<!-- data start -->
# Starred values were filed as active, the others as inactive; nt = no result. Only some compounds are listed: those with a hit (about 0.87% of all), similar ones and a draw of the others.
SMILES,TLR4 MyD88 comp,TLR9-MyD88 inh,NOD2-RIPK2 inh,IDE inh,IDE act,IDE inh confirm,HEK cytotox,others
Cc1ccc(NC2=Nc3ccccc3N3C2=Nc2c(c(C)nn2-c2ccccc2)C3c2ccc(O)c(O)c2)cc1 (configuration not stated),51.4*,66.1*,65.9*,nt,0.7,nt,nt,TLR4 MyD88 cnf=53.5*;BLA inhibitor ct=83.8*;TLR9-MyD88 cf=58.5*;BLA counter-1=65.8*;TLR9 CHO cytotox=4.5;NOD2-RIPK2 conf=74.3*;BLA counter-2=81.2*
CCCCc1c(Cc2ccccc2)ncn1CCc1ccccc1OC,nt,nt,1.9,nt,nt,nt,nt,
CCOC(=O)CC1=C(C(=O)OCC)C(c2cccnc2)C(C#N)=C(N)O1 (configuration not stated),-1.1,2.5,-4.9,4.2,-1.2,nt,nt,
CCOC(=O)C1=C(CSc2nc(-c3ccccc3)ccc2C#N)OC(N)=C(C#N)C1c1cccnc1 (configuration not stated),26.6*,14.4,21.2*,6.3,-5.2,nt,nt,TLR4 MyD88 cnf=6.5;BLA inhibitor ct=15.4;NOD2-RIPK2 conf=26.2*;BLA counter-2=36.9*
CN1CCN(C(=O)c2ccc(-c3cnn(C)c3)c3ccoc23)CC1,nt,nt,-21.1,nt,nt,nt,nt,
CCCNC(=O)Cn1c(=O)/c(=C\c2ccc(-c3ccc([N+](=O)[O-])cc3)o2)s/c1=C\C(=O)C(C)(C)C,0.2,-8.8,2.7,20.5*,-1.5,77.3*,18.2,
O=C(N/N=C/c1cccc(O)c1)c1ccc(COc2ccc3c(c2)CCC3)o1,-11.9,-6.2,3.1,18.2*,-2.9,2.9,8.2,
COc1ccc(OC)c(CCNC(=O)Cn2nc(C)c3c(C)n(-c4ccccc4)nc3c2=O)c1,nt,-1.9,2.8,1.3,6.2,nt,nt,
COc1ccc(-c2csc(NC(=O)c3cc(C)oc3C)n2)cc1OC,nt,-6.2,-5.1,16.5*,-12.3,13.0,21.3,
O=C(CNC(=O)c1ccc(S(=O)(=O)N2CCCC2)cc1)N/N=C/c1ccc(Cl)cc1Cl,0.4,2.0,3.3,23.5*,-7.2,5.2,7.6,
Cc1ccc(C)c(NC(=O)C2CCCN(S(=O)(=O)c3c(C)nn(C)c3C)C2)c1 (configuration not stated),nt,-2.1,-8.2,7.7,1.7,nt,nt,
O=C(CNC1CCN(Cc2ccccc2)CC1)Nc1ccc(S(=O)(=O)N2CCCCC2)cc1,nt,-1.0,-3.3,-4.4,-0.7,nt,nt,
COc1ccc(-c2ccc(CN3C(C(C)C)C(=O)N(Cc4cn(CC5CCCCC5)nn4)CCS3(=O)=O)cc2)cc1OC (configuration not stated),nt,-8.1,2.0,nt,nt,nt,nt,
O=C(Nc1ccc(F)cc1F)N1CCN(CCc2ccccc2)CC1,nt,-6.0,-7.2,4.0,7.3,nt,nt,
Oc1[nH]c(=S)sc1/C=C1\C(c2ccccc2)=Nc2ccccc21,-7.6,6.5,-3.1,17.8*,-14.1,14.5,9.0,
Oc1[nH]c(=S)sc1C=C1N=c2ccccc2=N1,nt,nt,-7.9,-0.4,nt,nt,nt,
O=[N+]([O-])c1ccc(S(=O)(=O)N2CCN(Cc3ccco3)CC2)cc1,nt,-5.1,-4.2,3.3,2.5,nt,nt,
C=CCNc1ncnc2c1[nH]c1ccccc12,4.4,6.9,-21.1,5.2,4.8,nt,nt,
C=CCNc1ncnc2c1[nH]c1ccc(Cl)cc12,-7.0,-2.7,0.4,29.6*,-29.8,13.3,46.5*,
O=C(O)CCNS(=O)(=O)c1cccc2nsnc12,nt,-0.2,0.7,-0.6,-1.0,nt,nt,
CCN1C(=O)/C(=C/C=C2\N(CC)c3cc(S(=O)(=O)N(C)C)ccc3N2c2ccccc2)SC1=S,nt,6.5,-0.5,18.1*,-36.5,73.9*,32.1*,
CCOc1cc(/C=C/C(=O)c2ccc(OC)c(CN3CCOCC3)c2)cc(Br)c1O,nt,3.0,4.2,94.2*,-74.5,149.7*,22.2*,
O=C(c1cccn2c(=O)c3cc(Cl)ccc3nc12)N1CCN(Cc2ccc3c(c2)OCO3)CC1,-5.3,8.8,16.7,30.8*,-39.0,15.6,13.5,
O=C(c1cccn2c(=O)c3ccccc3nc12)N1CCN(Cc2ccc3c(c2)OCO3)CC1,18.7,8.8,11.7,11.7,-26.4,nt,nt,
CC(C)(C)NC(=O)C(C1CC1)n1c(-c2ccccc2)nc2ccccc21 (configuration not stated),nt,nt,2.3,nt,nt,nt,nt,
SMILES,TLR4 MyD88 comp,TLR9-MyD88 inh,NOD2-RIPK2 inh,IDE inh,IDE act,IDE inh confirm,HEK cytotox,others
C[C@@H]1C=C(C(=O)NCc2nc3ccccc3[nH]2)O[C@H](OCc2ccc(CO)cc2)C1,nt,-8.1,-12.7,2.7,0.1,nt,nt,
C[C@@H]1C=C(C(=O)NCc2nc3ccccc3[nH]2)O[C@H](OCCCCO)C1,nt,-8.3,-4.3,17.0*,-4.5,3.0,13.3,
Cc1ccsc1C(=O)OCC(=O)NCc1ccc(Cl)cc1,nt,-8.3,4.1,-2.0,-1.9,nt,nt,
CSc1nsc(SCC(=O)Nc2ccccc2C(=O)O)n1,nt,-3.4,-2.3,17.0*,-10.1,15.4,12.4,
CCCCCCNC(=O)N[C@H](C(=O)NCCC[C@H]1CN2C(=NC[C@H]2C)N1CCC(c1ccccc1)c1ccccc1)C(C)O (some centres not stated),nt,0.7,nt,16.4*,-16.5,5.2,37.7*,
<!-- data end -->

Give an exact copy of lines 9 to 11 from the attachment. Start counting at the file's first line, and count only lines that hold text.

O=C(N/N=C/c1cccc(O)c1)c1ccc(COc2ccc3c(c2)CCC3)o1,-11.9,-6.2,3.1,18.2*,-2.9,2.9,8.2,
COc1ccc(OC)c(CCNC(=O)Cn2nc(C)c3c(C)n(-c4ccccc4)nc3c2=O)c1,nt,-1.9,2.8,1.3,6.2,nt,nt,
COc1ccc(-c2csc(NC(=O)c3cc(C)oc3C)n2)cc1OC,nt,-6.2,-5.1,16.5*,-12.3,13.0,21.3,